My friend and fellow State College Poetry Workshop colleague Steve Deutsch received a 2018 Pushcart nomination for this incredible poem recalling a friend and the Vietnam War. Please visit Steve’s blog Stevieslaw to leave a comment.
I found your first book today
in a second hand store at the Harrisburg Station.
Dingy and age-tanned,
it retained its dustcover,
with a photo of you at 22,
wearing a threadbare corduroy coat
I’m sure is still in your closet,
and what might pass for a smile.
It’s a rare first print from ‘69.
You kept to your poetry
like you kept to the old neighborhood,
both mired in bottonless poverty—
an endless scraping by.
Yet, just last year, The Times called you
the Bashful Bard of Brooklyn.
We will lay you out tomorrow
in a sandy plot
in one of those many cemeteries
that dot the flat, emptiness of the mid-island plains.
Bury you next to Mary
your common-law wife of fifty three years
and your only treasure.
I never told you what I felt
when I first held a copy of your book.
I was outside my tent,
less than a mile from the wreckage of Ben Tre.
The package had been waiting for me
while we took that city down.
Not even the rats and the roaches
could have survived our fury.
”That should be me,” I thought,
and tossed that splendid book
on the residue of war.
First published in Eclectica
We stand apart at sunset
lost in natsukashii,
come together in darkness
to watch the dead pass on.
Your light has fallen now
beneath the bridge.
By Ryan Stone
First published by Napalm and Novocain
Republished by PoetryNook
One of my favorite Christmas poems. Happy Holidays, Everyone!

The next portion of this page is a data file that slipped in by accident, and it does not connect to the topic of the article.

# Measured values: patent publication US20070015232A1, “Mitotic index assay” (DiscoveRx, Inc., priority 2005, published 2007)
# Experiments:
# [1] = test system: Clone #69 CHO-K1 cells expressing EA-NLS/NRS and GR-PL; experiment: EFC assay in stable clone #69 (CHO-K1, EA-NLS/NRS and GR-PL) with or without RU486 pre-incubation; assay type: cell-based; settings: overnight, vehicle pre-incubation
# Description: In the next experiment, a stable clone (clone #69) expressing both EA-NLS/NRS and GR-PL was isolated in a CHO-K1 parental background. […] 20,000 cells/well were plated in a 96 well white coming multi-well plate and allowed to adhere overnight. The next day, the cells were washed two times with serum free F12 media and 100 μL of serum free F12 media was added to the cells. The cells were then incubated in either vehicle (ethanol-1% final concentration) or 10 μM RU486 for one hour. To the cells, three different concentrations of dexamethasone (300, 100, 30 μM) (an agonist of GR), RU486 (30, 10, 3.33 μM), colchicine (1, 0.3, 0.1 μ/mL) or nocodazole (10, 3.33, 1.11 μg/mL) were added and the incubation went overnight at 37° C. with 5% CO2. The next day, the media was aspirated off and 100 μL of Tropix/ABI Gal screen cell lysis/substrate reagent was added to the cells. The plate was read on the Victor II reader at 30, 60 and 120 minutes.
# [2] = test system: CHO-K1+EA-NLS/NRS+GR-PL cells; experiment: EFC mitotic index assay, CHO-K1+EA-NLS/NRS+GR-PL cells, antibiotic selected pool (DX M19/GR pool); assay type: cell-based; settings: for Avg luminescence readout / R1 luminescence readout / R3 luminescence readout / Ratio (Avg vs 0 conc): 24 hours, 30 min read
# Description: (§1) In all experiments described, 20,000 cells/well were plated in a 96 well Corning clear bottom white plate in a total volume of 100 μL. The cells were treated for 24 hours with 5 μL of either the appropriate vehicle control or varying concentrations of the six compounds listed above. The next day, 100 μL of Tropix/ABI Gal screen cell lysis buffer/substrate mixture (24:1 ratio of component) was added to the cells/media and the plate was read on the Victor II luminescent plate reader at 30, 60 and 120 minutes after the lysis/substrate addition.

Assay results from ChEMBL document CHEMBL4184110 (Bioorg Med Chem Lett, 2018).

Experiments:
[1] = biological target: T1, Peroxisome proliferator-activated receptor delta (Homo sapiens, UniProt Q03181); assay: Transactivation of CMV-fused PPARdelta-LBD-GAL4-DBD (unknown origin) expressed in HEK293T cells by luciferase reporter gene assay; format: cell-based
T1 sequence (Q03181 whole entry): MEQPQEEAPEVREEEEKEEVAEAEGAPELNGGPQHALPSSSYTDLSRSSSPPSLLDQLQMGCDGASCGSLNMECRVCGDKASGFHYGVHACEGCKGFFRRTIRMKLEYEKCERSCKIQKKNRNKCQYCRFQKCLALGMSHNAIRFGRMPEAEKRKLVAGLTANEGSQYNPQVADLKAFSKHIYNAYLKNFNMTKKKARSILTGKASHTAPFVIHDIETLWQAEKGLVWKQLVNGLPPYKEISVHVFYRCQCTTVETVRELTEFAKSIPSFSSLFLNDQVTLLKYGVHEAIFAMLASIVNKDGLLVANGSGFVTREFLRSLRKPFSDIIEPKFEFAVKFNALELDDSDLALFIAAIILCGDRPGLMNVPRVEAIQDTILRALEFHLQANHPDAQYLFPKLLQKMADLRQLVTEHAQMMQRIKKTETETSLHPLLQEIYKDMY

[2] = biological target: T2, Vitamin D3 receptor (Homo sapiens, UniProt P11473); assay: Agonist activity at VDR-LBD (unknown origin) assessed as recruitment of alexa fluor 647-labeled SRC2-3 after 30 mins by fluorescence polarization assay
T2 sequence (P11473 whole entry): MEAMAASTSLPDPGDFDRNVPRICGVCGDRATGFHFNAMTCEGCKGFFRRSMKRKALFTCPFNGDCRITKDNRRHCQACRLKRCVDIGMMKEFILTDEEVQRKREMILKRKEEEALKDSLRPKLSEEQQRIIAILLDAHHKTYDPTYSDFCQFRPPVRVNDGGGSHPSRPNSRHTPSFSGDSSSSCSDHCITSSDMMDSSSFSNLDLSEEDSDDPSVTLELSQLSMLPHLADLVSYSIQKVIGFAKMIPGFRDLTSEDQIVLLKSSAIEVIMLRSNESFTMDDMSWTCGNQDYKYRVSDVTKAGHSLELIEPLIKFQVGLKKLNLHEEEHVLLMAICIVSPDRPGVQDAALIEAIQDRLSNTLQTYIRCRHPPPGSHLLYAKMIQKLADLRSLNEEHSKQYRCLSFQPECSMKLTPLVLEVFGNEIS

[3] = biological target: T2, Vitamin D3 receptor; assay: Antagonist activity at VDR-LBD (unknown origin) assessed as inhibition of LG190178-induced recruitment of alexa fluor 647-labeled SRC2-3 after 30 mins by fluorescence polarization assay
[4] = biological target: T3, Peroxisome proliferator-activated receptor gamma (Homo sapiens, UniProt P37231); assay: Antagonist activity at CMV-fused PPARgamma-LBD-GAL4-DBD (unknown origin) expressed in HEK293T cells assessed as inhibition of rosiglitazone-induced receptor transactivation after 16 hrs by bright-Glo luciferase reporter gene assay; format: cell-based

by e.e. Cummings
little silent Christmas tree
you are so little
you are more like a flower
who found you in the green forest
and were you very sorry to come away?
see i will comfort you
because you smell so sweetly
i will kiss your cool bark
and hug you safe and tight
just as your mother would,
only don’t be afraid
look the spangles
that sleep all the year in a dark box
dreaming of being taken out and allowed to shine,
the balls the chains red and gold the fluffy threads,
put up your little arms
and i’ll give them all to you to hold
every finger shall have its ring
and there won’t be a single place dark or unhappy
then when you’re quite dressed
you’ll stand in the window for everyone to see
and how they’ll stare!
oh but you’ll be very proud
and my little sister and i will take hands
and looking up at our beautiful tree
we’ll dance and sing
A beautiful, wintry vignette by Bronwen Griffiths.
She wanders the fields where the elms once stood. Nothing stands there now, only the winter grass and a cold wind barreling down the hill to the broken willow. Close to the edge of the stream, she dives into her coat pocket for the seeds and crumbs she keeps. She will wait for them to arrive; their fluttering wings matching the fluttering in her heart. No one knows she comes down here, day after day. Especially when the snows come, especially then. She won’t worry. Her feet have trodden these paths for eighty years — they belong to her now. Like the fox that passes each evening, they inhabit her dreams.
Originally published in Worthing Flash
Bronwen Griffiths is the author of, A Bird in the House, 2104, Not Here, Not Us – stories of Syria, 2016, and Here Casts No Shadow, 2018. Her flash fiction, short stories and poems have been widely published. When writing this piece, Bird Woman, she was thinking of the walks she did as a child and a teenager growing up in North Worcestershire. She now lives on the East Sussex – Kent border.
My friend Steve Deutsch has a fine new poem in Borfski Press Magazine. Please visit his blog and leave comments for him there.
We found my mother
on the third floor
of a hospital
that should have been shuttered
in the 80’s.
The lights were dim
and the walls and halls
so covered in filth
it seemed they
had absorbed the misery
of the past 30 years
and the anguish would no longer
It wasn’t hard to find mom.
She screamed “Help me”
every couple of minutes.
We heard her from the elevator
above the endless beeping
and the garbled sounds
from the PA system.
The fact that we
were now with her
did not alleviate her need to scream.
Nor did reasoning.
She had fallen again
and broken her tailbone.
She was 95 and failing
and I was the good son—
the one who answered the call
at 2 AM,
booked the 1000 mile trips
and tried to find a place